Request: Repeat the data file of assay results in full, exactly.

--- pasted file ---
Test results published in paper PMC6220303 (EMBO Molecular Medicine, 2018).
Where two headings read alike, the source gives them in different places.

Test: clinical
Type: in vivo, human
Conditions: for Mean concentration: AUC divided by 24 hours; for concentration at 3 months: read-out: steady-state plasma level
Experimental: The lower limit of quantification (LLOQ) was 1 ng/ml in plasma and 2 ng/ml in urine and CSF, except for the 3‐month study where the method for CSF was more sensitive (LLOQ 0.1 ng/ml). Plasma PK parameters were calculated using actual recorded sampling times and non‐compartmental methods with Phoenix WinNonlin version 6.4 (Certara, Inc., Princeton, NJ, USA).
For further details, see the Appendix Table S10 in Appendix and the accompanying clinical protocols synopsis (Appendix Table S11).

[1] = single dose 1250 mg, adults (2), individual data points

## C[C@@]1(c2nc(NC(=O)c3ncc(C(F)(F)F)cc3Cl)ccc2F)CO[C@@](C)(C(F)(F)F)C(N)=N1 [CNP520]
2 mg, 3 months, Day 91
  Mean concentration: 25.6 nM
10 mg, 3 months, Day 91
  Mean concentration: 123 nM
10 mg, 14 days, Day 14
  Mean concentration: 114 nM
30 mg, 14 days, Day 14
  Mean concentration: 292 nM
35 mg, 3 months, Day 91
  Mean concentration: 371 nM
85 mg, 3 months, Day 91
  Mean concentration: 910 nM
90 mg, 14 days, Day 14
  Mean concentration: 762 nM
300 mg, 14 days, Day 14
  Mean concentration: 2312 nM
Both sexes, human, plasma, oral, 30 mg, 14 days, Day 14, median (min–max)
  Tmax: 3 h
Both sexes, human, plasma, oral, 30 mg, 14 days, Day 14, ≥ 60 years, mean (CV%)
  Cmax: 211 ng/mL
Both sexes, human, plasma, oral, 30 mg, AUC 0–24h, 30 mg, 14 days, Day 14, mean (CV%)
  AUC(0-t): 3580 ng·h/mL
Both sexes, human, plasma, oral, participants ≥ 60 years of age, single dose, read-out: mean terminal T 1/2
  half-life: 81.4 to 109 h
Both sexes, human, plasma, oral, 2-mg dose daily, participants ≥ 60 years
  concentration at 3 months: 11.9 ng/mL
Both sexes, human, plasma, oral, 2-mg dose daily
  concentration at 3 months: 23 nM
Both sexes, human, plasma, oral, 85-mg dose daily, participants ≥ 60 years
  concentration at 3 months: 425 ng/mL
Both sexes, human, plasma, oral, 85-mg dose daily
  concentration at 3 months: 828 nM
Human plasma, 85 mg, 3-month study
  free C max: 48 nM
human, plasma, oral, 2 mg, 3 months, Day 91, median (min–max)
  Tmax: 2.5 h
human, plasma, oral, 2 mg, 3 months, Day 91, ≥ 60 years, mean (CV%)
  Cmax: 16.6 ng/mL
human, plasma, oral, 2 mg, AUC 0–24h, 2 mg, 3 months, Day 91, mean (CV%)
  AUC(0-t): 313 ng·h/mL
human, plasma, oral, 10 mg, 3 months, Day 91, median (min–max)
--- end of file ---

Test results published in paper PMC6220303 (EMBO Molecular Medicine, 2018).
Where two headings read alike, the source gives them in different places.

Test: clinical
Type: in vivo, human
Conditions: for Mean concentration: AUC divided by 24 hours; for concentration at 3 months: read-out: steady-state plasma level
Experimental: The lower limit of quantification (LLOQ) was 1 ng/ml in plasma and 2 ng/ml in urine and CSF, except for the 3‐month study where the method for CSF was more sensitive (LLOQ 0.1 ng/ml). Plasma PK parameters were calculated using actual recorded sampling times and non‐compartmental methods with Phoenix WinNonlin version 6.4 (Certara, Inc., Princeton, NJ, USA).
For further details, see the Appendix Table S10 in Appendix and the accompanying clinical protocols synopsis (Appendix Table S11).

[1] = single dose 1250 mg, adults (2), individual data points

## C[C@@]1(c2nc(NC(=O)c3ncc(C(F)(F)F)cc3Cl)ccc2F)CO[C@@](C)(C(F)(F)F)C(N)=N1 [CNP520]
2 mg, 3 months, Day 91
  Mean concentration: 25.6 nM
10 mg, 3 months, Day 91
  Mean concentration: 123 nM
10 mg, 14 days, Day 14
  Mean concentration: 114 nM
30 mg, 14 days, Day 14
  Mean concentration: 292 nM
35 mg, 3 months, Day 91
  Mean concentration: 371 nM
85 mg, 3 months, Day 91
  Mean concentration: 910 nM
90 mg, 14 days, Day 14
  Mean concentration: 762 nM
300 mg, 14 days, Day 14
  Mean concentration: 2312 nM
Both sexes, human, plasma, oral, 30 mg, 14 days, Day 14, median (min–max)
  Tmax: 3 h
Both sexes, human, plasma, oral, 30 mg, 14 days, Day 14, ≥ 60 years, mean (CV%)
  Cmax: 211 ng/mL
Both sexes, human, plasma, oral, 30 mg, AUC 0–24h, 30 mg, 14 days, Day 14, mean (CV%)
  AUC(0-t): 3580 ng·h/mL
Both sexes, human, plasma, oral, participants ≥ 60 years of age, single dose, read-out: mean terminal T 1/2
  half-life: 81.4 to 109 h
Both sexes, human, plasma, oral, 2-mg dose daily, participants ≥ 60 years
  concentration at 3 months: 11.9 ng/mL
Both sexes, human, plasma, oral, 2-mg dose daily
  concentration at 3 months: 23 nM
Both sexes, human, plasma, oral, 85-mg dose daily, participants ≥ 60 years
  concentration at 3 months: 425 ng/mL
Both sexes, human, plasma, oral, 85-mg dose daily
  concentration at 3 months: 828 nM
Human plasma, 85 mg, 3-month study
  free C max: 48 nM
human, plasma, oral, 2 mg, 3 months, Day 91, median (min–max)
  Tmax: 2.5 h
human, plasma, oral, 2 mg, 3 months, Day 91, ≥ 60 years, mean (CV%)
  Cmax: 16.6 ng/mL
human, plasma, oral, 2 mg, AUC 0–24h, 2 mg, 3 months, Day 91, mean (CV%)
  AUC(0-t): 313 ng·h/mL
human, plasma, oral, 10 mg, 3 months, Day 91, median (min–max)